The lack of industry standards and seemingly subtle design variations has translated into vast differences in product functionality.

Among the vendors offering Layer 3 switches are Xylan Corp., Bay Networks Inc., Madge Networks Inc. and Foundry Networks Inc. Most of these switches currently perform IP, IPX, or both IP and IPX routing.

Some Layer 3 switches implement Layer 3 forwarding in software, which allows the switch to be updated to support whatever Layer 3 switching standards become implemented. The majority use ASICs (application-specific integrated circuits) to implement Layer 3 intelligence in the hardware, casting the switch’s Layer 3 implementation in (silicon-based) stone.

Because most of the switches on the market today are based on proprietary ASICs, each switch design is inherently different, making interoperability among different Layer 3 switches impossible.

In fact, some vendors achieve Layer 3 switching by replacing traditional routers and switches at both the core and outer edges of the network with their proprietary solutions. Others, such as Cisco Systems Inc., try to leverage their market share and steer the industry toward accepting their proprietary scheme as the definitive standard.

Layer 3 switches need to interoperate with such network layer protocols as IP. Switches that incorporate standard routing protocols, such as RIP (Routing Information Protocol) and OSPF (Open Shortest Path First), can advertise themselves as routers to end stations and other routers in the network, and can therefore coexist within an infrastructure.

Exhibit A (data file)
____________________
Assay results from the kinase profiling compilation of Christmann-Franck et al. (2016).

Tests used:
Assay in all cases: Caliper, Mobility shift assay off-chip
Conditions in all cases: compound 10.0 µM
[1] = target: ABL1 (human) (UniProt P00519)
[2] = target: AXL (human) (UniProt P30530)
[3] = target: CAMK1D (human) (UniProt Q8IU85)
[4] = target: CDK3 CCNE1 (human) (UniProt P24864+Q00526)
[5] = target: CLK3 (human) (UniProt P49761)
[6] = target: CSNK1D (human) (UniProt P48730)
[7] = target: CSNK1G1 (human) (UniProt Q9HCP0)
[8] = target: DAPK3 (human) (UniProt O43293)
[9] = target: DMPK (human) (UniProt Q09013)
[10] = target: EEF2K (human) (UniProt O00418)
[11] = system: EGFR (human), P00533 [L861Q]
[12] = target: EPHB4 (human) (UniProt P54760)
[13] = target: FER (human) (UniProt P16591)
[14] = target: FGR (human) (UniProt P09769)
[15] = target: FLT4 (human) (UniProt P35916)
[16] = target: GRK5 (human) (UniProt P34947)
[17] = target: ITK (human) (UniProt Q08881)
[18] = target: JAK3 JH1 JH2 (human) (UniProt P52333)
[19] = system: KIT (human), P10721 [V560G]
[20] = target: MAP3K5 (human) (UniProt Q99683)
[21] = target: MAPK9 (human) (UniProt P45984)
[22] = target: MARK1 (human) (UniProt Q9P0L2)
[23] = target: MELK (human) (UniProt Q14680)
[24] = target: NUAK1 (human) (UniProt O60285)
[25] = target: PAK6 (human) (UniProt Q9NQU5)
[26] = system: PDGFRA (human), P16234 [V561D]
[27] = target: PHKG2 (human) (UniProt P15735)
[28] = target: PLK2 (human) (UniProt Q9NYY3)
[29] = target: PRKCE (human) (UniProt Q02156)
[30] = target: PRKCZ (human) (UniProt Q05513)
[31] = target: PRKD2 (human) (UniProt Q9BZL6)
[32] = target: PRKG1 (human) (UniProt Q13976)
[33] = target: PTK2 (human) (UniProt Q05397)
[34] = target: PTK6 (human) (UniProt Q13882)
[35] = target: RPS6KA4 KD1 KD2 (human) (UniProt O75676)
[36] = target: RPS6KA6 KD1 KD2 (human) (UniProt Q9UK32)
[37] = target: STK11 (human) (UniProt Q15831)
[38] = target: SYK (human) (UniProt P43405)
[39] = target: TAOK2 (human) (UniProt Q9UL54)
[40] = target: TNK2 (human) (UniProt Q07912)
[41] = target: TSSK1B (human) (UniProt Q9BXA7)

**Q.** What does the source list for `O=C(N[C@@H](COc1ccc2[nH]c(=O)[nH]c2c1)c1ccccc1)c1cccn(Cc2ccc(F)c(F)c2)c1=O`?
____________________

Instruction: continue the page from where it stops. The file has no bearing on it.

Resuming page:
This type of Layer 3 switch–especially when deployed at the outer edges of networks–can coexist with current routers and end stations, although interoperability with other Layer 3 switches from different vendors is not guaranteed.

Network administrators must determine what type of Layer 3 switching–ranging from protocol-based VLAN definitions to full Layer 3 routing capabilities–they need to implement. Emerging standards, such as the 802.1Q specification for VLANs, must be closely monitored, and potential buyers should know whether hardware changes or software augmentations will be necessary to accommodate those upcoming standards.

Perhaps most importantly, network managers should understand whether their current infrastructure devices need to be replaced or reconfigured to interoperate with the new Layer 3 switches.

On the bright side, most Layer 3 switches can provide Layer 2 functionality. Thus, paying a few extra bucks per port (compared with Layer 2 switch prices) is not as risky as it sounds, because you can always use these boxes as traditional Layer 2 switches.

Beyond the up-front cash outlay, a Layer 3 switch is inherently more complex to configure and manage than a traditional router–at least initially. Be prepared to make a large investment in equipment and personnel training.

Although the corporate move toward IP as the main transport protocol coupled with the lure of reduced router latency promised by Layer 3 switch technology is tempting many network professionals to jump onto the Layer 3 switch bandwagon, we urge a cautious approach to current offerings: The importance of distinguishing facts from vendor hype could be the best approach for your network’s health.